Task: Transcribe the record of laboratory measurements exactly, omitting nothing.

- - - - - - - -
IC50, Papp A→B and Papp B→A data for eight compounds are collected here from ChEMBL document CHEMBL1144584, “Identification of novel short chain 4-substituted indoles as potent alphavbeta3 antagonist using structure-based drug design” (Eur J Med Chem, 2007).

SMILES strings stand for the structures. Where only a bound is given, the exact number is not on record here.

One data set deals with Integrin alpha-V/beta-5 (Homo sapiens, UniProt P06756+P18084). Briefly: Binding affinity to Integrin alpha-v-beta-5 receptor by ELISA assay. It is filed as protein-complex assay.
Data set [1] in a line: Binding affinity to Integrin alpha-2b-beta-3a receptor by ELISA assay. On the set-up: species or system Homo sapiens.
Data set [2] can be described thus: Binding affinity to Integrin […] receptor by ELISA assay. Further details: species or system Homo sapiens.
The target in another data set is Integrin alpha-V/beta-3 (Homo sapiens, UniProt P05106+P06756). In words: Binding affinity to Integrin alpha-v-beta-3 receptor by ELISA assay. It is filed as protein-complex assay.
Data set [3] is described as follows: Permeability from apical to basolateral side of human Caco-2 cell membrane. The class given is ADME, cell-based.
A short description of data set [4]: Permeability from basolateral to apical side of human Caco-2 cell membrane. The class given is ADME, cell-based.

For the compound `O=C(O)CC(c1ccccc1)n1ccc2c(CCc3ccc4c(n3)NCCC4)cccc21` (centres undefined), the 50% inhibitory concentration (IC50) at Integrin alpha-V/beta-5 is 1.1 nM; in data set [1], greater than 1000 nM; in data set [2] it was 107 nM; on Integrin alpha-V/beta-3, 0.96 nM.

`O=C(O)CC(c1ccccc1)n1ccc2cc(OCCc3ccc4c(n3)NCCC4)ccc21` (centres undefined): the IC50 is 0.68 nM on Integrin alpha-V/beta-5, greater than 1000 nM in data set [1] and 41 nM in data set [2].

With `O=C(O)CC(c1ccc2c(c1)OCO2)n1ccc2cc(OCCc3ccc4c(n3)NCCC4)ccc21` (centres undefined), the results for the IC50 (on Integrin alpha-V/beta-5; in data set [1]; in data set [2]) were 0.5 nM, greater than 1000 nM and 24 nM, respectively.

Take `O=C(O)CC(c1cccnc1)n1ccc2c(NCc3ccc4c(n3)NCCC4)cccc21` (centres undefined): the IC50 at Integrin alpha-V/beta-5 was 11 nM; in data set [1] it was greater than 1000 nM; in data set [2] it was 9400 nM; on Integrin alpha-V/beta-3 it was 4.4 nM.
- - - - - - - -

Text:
IC50, Papp A→B and Papp B→A data for eight compounds are collected here from ChEMBL document CHEMBL1144584, “Identification of novel short chain 4-substituted indoles as potent alphavbeta3 antagonist using structure-based drug design” (Eur J Med Chem, 2007).

SMILES strings stand for the structures. Where only a bound is given, the exact number is not on record here.

One data set deals with Integrin alpha-V/beta-5 (Homo sapiens, UniProt P06756+P18084). Briefly: Binding affinity to Integrin alpha-v-beta-5 receptor by ELISA assay. It is filed as protein-complex assay.
Data set [1] in a line: Binding affinity to Integrin alpha-2b-beta-3a receptor by ELISA assay. On the set-up: species or system Homo sapiens.
Data set [2] can be described thus: Binding affinity to Integrin […] receptor by ELISA assay. Further details: species or system Homo sapiens.
The target in another data set is Integrin alpha-V/beta-3 (Homo sapiens, UniProt P05106+P06756). In words: Binding affinity to Integrin alpha-v-beta-3 receptor by ELISA assay. It is filed as protein-complex assay.
Data set [3] is described as follows: Permeability from apical to basolateral side of human Caco-2 cell membrane. The class given is ADME, cell-based.
A short description of data set [4]: Permeability from basolateral to apical side of human Caco-2 cell membrane. The class given is ADME, cell-based.

For the compound `O=C(O)CC(c1ccccc1)n1ccc2c(CCc3ccc4c(n3)NCCC4)cccc21` (centres undefined), the 50% inhibitory concentration (IC50) at Integrin alpha-V/beta-5 is 1.1 nM; in data set [1], greater than 1000 nM; in data set [2] it was 107 nM; on Integrin alpha-V/beta-3, 0.96 nM.

`O=C(O)CC(c1ccccc1)n1ccc2cc(OCCc3ccc4c(n3)NCCC4)ccc21` (centres undefined): the IC50 is 0.68 nM on Integrin alpha-V/beta-5, greater than 1000 nM in data set [1] and 41 nM in data set [2].

With `O=C(O)CC(c1ccc2c(c1)OCO2)n1ccc2cc(OCCc3ccc4c(n3)NCCC4)ccc21` (centres undefined), the results for the IC50 (on Integrin alpha-V/beta-5; in data set [1]; in data set [2]) were 0.5 nM, greater than 1000 nM and 24 nM, respectively.

Take `O=C(O)CC(c1cccnc1)n1ccc2c(NCc3ccc4c(n3)NCCC4)cccc21` (centres undefined): the IC50 at Integrin alpha-V/beta-5 was 11 nM; in data set [1] it was greater than 1000 nM; in data set [2] it was 9400 nM; on Integrin alpha-V/beta-3 it was 4.4 nM.